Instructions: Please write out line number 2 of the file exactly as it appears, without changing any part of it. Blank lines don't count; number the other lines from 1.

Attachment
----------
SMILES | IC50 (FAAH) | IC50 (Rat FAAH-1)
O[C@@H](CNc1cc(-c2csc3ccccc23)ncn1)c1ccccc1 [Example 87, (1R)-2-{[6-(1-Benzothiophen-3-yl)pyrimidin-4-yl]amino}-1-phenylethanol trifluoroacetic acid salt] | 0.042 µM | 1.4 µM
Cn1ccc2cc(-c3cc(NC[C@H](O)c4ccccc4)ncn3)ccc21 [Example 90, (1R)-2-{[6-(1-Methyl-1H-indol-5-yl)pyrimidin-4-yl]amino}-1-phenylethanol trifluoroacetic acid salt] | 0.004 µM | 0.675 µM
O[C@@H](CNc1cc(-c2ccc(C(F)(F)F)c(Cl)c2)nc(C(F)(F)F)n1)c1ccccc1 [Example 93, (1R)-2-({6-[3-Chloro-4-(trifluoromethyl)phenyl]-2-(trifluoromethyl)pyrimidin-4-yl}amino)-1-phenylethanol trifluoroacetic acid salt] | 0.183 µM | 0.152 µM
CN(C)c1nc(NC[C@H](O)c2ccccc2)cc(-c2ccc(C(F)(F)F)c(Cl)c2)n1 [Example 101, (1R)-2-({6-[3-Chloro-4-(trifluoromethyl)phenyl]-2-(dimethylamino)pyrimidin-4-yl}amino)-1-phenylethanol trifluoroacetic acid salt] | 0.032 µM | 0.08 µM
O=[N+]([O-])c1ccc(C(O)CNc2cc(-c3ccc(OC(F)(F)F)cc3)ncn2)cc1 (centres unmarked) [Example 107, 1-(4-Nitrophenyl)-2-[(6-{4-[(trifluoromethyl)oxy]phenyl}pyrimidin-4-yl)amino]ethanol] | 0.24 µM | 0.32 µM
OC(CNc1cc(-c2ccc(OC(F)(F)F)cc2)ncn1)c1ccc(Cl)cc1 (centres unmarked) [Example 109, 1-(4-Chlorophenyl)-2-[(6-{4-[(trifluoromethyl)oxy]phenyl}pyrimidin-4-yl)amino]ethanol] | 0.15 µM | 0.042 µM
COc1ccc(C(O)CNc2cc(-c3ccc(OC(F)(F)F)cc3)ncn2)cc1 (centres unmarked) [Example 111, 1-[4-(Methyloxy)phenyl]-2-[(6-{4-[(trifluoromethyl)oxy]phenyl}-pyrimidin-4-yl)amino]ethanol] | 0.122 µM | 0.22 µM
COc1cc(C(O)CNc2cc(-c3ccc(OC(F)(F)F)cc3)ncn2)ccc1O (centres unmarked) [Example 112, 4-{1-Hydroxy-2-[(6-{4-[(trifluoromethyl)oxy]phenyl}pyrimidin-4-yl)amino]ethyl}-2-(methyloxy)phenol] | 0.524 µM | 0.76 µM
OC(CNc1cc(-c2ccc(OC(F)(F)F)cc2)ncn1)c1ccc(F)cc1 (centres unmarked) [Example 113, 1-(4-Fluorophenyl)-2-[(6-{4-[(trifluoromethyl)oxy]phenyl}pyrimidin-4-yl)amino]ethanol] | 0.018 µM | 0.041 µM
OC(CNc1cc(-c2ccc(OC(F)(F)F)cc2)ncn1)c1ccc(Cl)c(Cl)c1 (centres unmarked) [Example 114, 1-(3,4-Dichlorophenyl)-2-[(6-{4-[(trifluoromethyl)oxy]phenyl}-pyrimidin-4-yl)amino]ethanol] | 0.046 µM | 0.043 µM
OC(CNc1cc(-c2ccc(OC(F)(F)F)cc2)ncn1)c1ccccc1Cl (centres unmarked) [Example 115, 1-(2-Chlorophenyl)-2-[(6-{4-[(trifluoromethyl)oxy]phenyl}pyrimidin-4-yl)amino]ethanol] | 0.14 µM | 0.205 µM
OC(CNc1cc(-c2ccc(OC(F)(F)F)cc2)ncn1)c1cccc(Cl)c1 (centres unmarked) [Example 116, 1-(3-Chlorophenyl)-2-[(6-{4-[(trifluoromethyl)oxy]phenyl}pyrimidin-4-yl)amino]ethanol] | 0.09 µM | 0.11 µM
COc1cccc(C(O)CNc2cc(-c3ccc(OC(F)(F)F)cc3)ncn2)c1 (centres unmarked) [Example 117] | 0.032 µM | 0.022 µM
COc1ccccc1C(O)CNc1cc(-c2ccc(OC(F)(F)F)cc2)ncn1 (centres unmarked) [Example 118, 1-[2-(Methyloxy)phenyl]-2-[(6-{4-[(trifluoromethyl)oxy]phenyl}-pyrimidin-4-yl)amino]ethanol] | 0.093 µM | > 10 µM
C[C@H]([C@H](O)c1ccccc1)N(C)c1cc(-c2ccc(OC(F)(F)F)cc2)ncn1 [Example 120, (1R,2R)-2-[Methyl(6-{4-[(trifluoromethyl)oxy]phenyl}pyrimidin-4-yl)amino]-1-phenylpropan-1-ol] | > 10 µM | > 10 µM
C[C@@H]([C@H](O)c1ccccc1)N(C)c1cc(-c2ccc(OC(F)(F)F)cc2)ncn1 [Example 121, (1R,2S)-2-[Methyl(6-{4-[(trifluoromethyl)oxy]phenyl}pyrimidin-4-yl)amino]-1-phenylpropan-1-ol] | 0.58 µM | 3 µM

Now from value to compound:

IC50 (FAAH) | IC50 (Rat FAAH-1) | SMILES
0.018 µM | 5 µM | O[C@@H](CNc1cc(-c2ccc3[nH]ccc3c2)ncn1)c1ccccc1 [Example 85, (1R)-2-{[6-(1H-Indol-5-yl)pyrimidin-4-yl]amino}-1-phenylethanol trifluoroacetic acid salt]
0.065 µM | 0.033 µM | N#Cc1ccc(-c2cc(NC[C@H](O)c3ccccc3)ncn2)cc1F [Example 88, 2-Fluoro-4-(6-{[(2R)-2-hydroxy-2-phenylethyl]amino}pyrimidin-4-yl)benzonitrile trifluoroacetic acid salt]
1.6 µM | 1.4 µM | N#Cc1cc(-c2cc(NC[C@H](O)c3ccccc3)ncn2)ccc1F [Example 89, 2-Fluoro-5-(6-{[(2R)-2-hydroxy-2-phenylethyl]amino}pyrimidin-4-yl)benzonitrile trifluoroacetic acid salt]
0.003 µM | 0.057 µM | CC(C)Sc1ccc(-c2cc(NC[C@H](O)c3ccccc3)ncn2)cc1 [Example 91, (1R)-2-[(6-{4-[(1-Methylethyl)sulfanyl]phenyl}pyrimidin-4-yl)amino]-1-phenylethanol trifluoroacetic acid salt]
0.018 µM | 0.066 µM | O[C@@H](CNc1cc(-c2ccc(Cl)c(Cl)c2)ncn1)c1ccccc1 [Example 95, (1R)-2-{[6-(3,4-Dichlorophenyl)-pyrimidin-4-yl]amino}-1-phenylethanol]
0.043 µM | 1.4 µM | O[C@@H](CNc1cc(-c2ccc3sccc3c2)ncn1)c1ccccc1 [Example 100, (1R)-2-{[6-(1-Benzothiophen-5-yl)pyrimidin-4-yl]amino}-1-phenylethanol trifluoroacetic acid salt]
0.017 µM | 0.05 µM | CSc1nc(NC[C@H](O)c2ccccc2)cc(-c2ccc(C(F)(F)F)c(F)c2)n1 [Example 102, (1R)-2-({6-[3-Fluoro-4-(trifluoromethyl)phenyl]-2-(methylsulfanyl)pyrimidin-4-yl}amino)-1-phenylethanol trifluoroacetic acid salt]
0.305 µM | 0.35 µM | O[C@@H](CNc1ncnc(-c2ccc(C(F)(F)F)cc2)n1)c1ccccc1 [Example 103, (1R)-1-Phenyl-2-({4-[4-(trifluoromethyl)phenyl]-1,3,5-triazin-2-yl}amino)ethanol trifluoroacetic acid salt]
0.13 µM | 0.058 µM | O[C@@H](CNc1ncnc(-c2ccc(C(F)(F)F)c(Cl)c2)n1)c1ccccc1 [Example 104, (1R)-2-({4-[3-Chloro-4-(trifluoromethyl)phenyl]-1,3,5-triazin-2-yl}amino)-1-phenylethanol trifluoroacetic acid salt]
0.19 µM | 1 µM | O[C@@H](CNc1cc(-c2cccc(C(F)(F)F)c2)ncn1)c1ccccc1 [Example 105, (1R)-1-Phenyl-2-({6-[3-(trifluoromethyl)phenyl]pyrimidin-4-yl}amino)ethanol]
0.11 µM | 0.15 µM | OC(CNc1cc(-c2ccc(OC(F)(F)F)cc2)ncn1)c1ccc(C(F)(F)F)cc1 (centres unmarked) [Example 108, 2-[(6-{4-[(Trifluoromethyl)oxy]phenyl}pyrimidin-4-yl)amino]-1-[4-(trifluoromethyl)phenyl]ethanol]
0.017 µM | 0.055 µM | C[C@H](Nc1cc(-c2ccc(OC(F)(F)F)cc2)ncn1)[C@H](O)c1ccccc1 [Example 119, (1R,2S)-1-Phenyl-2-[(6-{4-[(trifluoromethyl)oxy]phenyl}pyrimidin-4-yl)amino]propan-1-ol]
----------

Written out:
O[C@@H](CNc1cc(-c2csc3ccccc23)ncn1)c1ccccc1 [Example 87, (1R)-2-{[6-(1-Benzothiophen-3-yl)pyrimidin-4-yl]amino}-1-phenylethanol trifluoroacetic acid salt] | 0.042 µM | 1.4 µM